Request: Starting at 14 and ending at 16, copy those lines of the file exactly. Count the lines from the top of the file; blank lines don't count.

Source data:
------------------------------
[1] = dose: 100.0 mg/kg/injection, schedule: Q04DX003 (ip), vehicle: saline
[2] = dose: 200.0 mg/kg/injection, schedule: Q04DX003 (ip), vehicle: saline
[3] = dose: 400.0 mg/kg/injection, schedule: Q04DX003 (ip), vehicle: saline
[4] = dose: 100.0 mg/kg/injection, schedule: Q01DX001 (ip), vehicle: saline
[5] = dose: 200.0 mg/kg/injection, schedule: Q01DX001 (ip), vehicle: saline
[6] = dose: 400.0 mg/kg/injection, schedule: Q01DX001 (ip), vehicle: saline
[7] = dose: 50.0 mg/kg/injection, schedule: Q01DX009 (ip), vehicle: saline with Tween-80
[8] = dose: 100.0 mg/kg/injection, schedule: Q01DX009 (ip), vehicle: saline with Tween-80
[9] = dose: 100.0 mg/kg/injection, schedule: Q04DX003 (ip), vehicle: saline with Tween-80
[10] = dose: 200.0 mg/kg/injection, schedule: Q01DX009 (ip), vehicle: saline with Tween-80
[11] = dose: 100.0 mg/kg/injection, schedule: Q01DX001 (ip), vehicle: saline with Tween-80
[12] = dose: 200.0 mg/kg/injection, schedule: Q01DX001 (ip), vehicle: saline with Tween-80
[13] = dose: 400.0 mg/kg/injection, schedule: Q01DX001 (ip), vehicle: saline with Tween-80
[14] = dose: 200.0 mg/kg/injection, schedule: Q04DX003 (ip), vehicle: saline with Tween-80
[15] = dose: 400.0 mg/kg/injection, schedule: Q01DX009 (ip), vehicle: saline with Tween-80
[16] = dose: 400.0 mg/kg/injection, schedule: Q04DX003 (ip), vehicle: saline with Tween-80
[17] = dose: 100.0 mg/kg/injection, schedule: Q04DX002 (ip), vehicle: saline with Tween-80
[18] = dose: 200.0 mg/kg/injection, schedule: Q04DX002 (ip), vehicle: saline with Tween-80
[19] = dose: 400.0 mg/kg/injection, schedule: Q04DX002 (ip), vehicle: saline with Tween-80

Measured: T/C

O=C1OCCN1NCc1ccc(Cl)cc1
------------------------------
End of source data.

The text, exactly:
[14] = dose: 200.0 mg/kg/injection, schedule: Q04DX003 (ip), vehicle: saline with Tween-80
[15] = dose: 400.0 mg/kg/injection, schedule: Q01DX009 (ip), vehicle: saline with Tween-80
[16] = dose: 400.0 mg/kg/injection, schedule: Q04DX003 (ip), vehicle: saline with Tween-80